My Sister’s House, a semi-annual consignment sale in Abilene, is still going strong after seven years.
The sale started Wednesday and will continue until Sunday. The half price sale for military, students and teachers starts at 8:30 p.m. on Saturday, which includes a two dollar fee that goes to charity. The public half-price sale is on Sunday from 12 p.m. to 5 p.m.
My Sister’s House is run by two sisters, Kate Stover and Summer Walters, who both graduated from ACU and always had a passion for thrifting.
The sale in Abilene takes place at the display building at the Taylor County Fairgrounds and offers clothes for women, men, juniors and home goods. All the items are brought in by cosigners. The event goes on for six days and attracts men and women of all ages.
“It’s really a creative community, it’s entirely run by volunteers,” said Summer Walters. “We’ve become really good friends with all the volunteers and it’s kind of a neat community of women – kind of a sisterhood.”
This year, the sisters added a presale for the public and the money from the pre-sale night went to World’s Backyard, an organization that helps refugee children in Abilene. Shoppers also had the option to pay for a stylist who could assist them for a few hours, Walters said “it was like a personalized stitch fix but on a budget.”
Before the sisters moved to the Taylor County Expo Center, the sale started out small at a downtown building with about 100 cosigners. After a few years the sale outgrew the space, which led the sisters to move to the display building about a year and a half ago. The sale now has about 330 cosigners and thousands of items.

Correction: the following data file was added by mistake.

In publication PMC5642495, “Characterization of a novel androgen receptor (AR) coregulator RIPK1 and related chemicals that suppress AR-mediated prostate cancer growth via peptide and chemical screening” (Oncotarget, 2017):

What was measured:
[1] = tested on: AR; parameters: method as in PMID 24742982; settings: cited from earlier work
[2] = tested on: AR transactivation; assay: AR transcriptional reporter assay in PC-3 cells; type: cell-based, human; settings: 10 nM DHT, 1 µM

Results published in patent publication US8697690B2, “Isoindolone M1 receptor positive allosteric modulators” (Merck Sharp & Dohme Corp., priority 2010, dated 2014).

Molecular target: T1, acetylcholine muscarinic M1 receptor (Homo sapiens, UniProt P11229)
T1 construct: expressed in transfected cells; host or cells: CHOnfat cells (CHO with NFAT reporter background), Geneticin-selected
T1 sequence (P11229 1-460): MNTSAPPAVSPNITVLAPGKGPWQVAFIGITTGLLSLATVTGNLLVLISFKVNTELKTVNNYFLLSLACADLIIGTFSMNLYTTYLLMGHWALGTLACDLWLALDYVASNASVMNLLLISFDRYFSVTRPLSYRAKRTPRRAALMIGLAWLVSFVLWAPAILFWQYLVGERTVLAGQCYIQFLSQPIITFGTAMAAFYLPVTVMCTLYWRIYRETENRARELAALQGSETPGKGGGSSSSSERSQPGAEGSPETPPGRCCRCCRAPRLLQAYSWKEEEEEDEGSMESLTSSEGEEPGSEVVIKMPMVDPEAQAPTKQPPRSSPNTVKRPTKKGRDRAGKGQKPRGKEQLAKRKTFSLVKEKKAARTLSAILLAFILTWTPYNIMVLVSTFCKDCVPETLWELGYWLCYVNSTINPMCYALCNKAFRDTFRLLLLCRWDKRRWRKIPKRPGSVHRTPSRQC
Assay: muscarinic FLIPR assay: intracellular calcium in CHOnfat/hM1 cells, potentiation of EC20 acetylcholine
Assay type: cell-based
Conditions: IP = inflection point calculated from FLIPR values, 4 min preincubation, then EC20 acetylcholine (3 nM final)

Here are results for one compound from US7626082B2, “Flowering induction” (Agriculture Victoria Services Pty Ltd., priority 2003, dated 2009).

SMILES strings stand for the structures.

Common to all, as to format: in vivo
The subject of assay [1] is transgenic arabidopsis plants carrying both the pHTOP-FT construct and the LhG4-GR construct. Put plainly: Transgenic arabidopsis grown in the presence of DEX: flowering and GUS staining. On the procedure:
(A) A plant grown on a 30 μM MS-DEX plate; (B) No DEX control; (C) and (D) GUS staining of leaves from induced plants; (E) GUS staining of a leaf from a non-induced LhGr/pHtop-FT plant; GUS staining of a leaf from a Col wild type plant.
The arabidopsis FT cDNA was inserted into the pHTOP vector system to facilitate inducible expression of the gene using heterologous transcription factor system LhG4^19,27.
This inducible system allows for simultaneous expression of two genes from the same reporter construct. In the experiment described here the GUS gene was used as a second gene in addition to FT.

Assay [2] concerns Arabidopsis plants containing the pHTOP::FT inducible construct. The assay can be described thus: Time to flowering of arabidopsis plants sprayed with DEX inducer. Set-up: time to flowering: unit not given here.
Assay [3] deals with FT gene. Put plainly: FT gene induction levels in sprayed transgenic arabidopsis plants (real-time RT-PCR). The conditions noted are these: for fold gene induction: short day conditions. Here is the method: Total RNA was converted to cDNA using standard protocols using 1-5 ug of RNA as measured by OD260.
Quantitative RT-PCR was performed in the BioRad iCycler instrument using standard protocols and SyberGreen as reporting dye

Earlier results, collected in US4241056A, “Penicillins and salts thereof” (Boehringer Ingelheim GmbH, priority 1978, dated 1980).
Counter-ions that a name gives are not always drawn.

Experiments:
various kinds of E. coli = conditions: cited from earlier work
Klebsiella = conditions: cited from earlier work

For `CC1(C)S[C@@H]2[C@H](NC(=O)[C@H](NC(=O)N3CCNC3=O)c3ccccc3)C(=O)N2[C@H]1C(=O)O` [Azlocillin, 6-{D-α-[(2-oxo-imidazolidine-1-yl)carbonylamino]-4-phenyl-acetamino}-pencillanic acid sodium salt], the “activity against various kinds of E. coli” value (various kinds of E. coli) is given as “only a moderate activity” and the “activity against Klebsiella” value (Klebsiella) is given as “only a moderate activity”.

“So we moved here and there’s better parking and it’s room to breathe and room for people to shop a little easier, so we have really liked it here and we plan on staying here,” Walters said.
Walters said she usually starts three or four months before the sale starts. Some marketing campaigns are started, gathering cosigners and getting the word out is what those months consist of before the sale.
“From the time we move in through the sale and until we’re done is ten to eleven days,” said Walters.
The location wasn’t the only thing that changed for the sisters, at first, the sisters partnered together for the first five or six years but Kate Stover went back to teaching full time at Abilene High, so now she helps on nights and weekends.
“[Kate] is still highly involved because it’s My Sister’s House, but we’ve kind of taken on different roles,” said Walters.
Walters said she loves sharing good deals with people because everybody has a budget, so My Sister’s House helps people get rid of things they don’t need but also get new things they do need at an affordable price.
Tracy PettiJohn, a volunteer at My Sister’s House for more than five years, likes to co-sign and shop at the sale because she has teenage daughters.
“I know this is an amazing way to have a new wardrobe, basically at just pennies on the dollar for what you would spend at a retail store, so I think it’s fantastic. I look forward to this all year,” said Pettijohn.
Pettijohn said her favorite thing about the sale is the variety of clothing sizes, because there’s something for everybody.
My Sister’s House takes away a “smaller percentage of sales than a traditional consignment store,” which “allows co-signers to set their own prices.”